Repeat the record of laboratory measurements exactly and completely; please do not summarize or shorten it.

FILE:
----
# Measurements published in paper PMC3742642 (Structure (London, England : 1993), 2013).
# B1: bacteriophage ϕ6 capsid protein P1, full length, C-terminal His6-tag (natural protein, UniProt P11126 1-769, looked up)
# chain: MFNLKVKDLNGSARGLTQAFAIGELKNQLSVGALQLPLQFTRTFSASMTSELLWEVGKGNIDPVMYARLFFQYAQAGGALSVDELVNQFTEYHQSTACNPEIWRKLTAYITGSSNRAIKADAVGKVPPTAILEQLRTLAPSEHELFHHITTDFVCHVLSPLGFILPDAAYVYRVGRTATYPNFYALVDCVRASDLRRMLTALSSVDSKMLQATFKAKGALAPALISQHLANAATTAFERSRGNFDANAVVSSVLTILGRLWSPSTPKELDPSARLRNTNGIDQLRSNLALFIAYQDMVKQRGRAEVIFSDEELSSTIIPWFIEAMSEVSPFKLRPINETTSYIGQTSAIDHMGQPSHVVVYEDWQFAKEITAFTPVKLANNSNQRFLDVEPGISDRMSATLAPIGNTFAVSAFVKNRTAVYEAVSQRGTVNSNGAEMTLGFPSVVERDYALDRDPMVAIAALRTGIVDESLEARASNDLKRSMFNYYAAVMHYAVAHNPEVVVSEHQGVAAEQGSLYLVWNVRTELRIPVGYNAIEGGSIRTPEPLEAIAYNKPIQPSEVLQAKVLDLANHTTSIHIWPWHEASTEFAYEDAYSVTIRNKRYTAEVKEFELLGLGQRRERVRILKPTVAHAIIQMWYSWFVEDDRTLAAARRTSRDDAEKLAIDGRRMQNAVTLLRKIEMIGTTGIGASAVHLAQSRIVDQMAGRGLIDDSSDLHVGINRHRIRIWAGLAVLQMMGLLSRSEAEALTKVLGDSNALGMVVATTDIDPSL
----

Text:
# Measurements published in paper PMC3742642 (Structure (London, England : 1993), 2013).
# B1: bacteriophage ϕ6 capsid protein P1, full length, C-terminal His6-tag (natural protein, UniProt P11126 1-769, looked up)
# chain: MFNLKVKDLNGSARGLTQAFAIGELKNQLSVGALQLPLQFTRTFSASMTSELLWEVGKGNIDPVMYARLFFQYAQAGGALSVDELVNQFTEYHQSTACNPEIWRKLTAYITGSSNRAIKADAVGKVPPTAILEQLRTLAPSEHELFHHITTDFVCHVLSPLGFILPDAAYVYRVGRTATYPNFYALVDCVRASDLRRMLTALSSVDSKMLQATFKAKGALAPALISQHLANAATTAFERSRGNFDANAVVSSVLTILGRLWSPSTPKELDPSARLRNTNGIDQLRSNLALFIAYQDMVKQRGRAEVIFSDEELSSTIIPWFIEAMSEVSPFKLRPINETTSYIGQTSAIDHMGQPSHVVVYEDWQFAKEITAFTPVKLANNSNQRFLDVEPGISDRMSATLAPIGNTFAVSAFVKNRTAVYEAVSQRGTVNSNGAEMTLGFPSVVERDYALDRDPMVAIAALRTGIVDESLEARASNDLKRSMFNYYAAVMHYAVAHNPEVVVSEHQGVAAEQGSLYLVWNVRTELRIPVGYNAIEGGSIRTPEPLEAIAYNKPIQPSEVLQAKVLDLANHTTSIHIWPWHEASTEFAYEDAYSVTIRNKRYTAEVKEFELLGLGQRRERVRILKPTVAHAIIQMWYSWFVEDDRTLAAARRTSRDDAEKLAIDGRRMQNAVTLLRKIEMIGTTGIGASAVHLAQSRIVDQMAGRGLIDDSSDLHVGINRHRIRIWAGLAVLQMMGLLSRSEAEALTKVLGDSNALGMVVATTDIDPSL